In October 2001 Florida resident Jeffrey Cashatt used a posting on a bulletin board, and subsequent e-mails to arrange a meeting with what he thought was a 14-year old boy for the purpose of having sex.
Unfortunately for Cashatt, his target was a vice detective, and when he arrived on time at the agreed meeting place, in the clothes he had earlier described in an e-mail, he was arrested and charged under the Florida Computer Pornography and Child Exploitation Prevention Act of 1986.
Cashatt appealed to the Florida First District Court of Appeal, arguing that the Act breached the First Amendment Right of free speech, as it restricted his right to say what he liked in e-mails.
As the Court explained, under the First Amendment content-based speech restrictions such as this are not acceptable unless the regulation in which it is contained "promotes a compelling government interest" and is set out in the least restrictive way possible.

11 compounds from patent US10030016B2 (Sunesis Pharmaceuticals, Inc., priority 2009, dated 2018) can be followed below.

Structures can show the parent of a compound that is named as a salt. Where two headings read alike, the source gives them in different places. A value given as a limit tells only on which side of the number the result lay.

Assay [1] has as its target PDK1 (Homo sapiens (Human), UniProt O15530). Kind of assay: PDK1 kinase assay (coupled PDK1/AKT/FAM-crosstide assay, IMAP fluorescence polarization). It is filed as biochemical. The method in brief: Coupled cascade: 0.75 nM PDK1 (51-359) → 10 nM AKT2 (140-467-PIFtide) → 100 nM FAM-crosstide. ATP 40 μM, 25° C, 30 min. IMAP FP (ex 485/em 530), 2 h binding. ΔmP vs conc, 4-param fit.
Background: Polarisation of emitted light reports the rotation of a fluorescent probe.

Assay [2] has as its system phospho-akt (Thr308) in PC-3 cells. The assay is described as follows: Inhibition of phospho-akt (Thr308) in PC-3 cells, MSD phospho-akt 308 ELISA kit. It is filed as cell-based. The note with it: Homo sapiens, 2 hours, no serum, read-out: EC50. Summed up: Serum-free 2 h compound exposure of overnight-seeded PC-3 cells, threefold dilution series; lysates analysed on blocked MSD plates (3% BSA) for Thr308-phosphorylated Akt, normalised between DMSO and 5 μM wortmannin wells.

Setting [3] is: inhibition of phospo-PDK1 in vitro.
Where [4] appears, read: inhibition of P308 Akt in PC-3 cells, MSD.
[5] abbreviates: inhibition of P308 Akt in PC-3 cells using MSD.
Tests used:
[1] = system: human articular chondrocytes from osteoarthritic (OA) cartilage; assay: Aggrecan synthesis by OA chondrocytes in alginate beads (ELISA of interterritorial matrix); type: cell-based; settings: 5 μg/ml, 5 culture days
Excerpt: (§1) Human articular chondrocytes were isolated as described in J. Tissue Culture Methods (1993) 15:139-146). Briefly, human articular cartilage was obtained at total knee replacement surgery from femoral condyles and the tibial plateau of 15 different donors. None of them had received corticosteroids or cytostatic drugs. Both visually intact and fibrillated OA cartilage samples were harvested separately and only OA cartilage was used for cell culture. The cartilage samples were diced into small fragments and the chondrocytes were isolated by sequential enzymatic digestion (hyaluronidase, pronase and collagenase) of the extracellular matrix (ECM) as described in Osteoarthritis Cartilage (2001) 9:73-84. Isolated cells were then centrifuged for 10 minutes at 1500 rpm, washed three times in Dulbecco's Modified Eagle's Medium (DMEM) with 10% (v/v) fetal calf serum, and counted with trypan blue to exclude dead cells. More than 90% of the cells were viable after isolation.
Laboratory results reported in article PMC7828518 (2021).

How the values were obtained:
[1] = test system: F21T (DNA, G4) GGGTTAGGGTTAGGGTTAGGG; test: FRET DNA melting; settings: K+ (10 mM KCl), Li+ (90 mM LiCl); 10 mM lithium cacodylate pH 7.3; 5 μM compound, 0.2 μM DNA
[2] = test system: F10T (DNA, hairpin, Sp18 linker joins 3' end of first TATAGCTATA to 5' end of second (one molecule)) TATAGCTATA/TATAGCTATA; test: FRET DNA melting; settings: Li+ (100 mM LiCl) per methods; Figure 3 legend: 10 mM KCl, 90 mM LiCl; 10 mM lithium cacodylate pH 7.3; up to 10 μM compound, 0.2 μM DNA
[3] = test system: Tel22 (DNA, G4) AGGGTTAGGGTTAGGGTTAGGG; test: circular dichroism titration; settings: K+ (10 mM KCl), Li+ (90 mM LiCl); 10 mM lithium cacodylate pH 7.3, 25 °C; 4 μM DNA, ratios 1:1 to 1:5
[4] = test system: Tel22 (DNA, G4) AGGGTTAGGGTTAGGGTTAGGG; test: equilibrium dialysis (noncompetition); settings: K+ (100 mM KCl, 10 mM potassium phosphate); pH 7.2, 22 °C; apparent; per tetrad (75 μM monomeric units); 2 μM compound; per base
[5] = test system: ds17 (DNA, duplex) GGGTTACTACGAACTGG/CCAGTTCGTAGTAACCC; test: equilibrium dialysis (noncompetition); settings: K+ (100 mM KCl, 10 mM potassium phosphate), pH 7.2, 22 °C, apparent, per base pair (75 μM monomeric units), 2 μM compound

On Monday the Court rejected Cashatt's appeal on all counts, finding that the Act:
"promotes a compelling state interest in protecting children from persons who solicit or lure them to commit illegal acts, and is narrowly tailored to promote that interest, specifically limiting its prohibitions to communication intended to solicit or lure a child to commit illegal acts."
The Court added:
"We have grave doubts that the framers of the Constitution, had they the gift of seeing into the future, would have intended that sexually explicit e-mails sent to a minor for the purpose of seducing the minor to engage in illegal sexual acts be protected under the First Amendment, notwithstanding that identical communications to an adult would be protected."